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At one point in time, Kris Bryant was looked at as one of the best young players in baseball, which made perfect sense. After all, his first few years in the big leagues with the Chicago Cubs were nothing short of spectacular. He won award after award, made All-Star teams, and helped the North Siders to their first World Series title in 108 years. The sky was the limit and he seemed destined to become one of the greatest players in franchise history.

But things are different these days.

For one, it’s hard to know when he’ll even be on the field. Injuries have plagued Bryant’s 2020 campaign, including another that forced him out of Monday night’s game against the Pirates, but even when he is on the field, he’s not contributing. This has easily been the worst season of Kris Bryant’s young career and manager David Ross has to be concerned.

After missing the postseason last year for the first time since 2014, the Cubs, barring a monumental collapse this week, are set to head back to the MLB playoffs as one of the top seeds and Ross has to be wondering what he’ll get from Bryant come the postseason, assuming he plays anyway.

So with just a week before the postseason begins, how concerned should the Chicago Cubs and their fans be about Kris Bryant?

The first three years of Kris Bryant’s career were incredible

Taken with the second overall pick in the 2013 MLB draft, Kris Bryant made his big-league debut with the Cubs on April 17, 2015. Many thought he would start the season in the majors but by keeping Bryant in Triple-A to begin the year, the Cubs were able to receive another year of club control, which led to a lengthy legal battle over service-time rules.

Nevertheless, Bryant was an instant sensation in the Windy City. Given his pedigree, there was a lot of pressure on him to perform and he did just that. He won 2015 NL Rookie of the Year with a .275 average, 26 home runs, and 99 runs batted in and helped Chicago to the NLCS. The following season, he won NL MVP by hitting .292 with 39 home runs and 102 runs batted in as the Cubs won the World Series. In 2017, he hit a career-high .295 with 29 home runs and 73 runs batted in and finished seventh in the NL MVP vote.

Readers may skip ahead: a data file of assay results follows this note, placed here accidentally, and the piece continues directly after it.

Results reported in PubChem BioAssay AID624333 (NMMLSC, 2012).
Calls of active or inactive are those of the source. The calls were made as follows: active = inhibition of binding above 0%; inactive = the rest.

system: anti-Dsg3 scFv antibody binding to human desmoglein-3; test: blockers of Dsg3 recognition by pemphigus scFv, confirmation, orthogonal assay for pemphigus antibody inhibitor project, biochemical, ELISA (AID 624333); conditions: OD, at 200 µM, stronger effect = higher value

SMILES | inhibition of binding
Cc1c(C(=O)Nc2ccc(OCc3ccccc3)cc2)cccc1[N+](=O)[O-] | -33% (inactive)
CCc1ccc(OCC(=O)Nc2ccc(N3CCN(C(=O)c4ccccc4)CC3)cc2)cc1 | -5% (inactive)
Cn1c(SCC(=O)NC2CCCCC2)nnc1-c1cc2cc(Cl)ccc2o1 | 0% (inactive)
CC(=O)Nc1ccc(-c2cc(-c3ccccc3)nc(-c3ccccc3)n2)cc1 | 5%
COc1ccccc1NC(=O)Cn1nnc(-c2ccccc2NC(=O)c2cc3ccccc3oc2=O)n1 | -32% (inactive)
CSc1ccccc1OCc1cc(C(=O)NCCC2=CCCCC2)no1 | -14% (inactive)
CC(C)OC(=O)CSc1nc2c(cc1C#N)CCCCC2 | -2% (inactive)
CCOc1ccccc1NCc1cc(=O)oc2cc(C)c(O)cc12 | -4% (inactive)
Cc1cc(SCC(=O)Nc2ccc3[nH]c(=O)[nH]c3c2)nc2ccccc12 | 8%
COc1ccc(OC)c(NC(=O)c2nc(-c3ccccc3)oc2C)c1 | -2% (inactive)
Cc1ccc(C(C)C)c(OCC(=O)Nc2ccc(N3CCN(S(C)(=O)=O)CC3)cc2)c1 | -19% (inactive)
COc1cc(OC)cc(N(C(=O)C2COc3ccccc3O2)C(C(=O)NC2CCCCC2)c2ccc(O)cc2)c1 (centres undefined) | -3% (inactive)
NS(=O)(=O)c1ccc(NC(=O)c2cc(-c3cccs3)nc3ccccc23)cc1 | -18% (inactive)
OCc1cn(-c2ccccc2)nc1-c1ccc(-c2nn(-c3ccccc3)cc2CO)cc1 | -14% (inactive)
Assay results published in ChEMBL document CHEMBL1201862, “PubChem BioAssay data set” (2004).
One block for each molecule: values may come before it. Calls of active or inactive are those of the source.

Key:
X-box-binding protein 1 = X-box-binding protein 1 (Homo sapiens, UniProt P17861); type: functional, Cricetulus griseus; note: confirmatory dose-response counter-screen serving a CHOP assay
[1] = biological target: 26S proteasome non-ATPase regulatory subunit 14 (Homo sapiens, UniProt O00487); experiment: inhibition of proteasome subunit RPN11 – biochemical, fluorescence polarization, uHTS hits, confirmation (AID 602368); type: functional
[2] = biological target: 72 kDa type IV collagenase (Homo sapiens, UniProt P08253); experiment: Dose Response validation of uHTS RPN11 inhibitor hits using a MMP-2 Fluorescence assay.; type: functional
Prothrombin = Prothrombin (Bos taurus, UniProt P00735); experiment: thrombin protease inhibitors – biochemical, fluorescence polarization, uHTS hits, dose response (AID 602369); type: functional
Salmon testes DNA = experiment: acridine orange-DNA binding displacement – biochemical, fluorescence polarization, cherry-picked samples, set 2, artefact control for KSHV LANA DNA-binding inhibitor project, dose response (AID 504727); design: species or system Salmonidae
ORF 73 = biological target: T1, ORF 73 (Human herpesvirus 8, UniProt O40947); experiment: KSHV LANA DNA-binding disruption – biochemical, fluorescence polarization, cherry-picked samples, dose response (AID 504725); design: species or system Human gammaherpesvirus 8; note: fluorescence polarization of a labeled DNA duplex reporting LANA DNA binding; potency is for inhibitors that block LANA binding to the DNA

Injuries and inconsistency plagued his 2018 season

The 2018 season was the first in which Kris Bryant faced adversity. He was inconsistent at the plate and had to deal with a number of injuries. He had a strong start to the year but was hit in the head early in the year in a game against the Rockies and then hit the disabled list for the first time in his career in July with shoulder inflammation, an injury that caused him to miss the entire month of August. In total, he played in just 102 games.

When he returned, there was a dramatic dip in his power and he finished the season with his highest strikeout percentage since his rookie year. He slugged a career-low .460 and his overall contact percentage was down while his swinging strike rate went up, which isn’t a great combination, and had a career-low (at the time) .272 batting average.

Kris Bryant bounced back with an All-Star season in 2019 with a .282 average, 31 home runs, and 77 runs batted in but he struggled defensively and ended the year with the worst fielding percentage of all MLB third basemen at .947.

Kris Bryant has had a rough 2020


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Ahead of the 2020 season, rumors swirled that Kris Bryant was on the trading block. That obviously didn’t happen but just the rumors alone may have gotten to the three-time All-Star. No longer the best player on his own team, Bryant began the abbreviated 60-game campaign as the Cubs’ leadoff hitter, which David Ross said he planned to do before COVID-19 shut down the sports world. But that didn’t go as planned, which essentially sums up Bryant’s season as a whole.

A string of injuries has kept him from finding any kind of rhythm on the diamond this year. He’s missed time due to a finger injury, a wrist injury, an elbow injury, back pain, a gastrointestinal issue (thankfully not due to COVID-19), and he left Monday night’s game with an oblique injury and is listed as day-to-day. He’s played in only 32 of the Cubs’ 54 games thus far and is hitting a dismal .195 with just two home runs and five runs batted in, certainly not numbers Cubs fans are used to seeing. He had the leadoff spot taken from him last month by Ian Happ, who is having the best season of his career, and had dropped to fifth in the batting order on Monday after spending the last month in the second or third slot.

As the postseason inches closer, David Ross admitted to that he’s “worried” about Kris Bryant moving forward, although he also said that having him in the lineup is always a good thing. But with this year’s postseason being the way it is with no off-days, will he be able to count on his former teammate to stay healthy and contribute? And will he want someone who’s hitting .195 at the plate in an elimination situation when has other options at his disposal? We’ll just have to wait and see.

All stats courtesy of Baseball Reference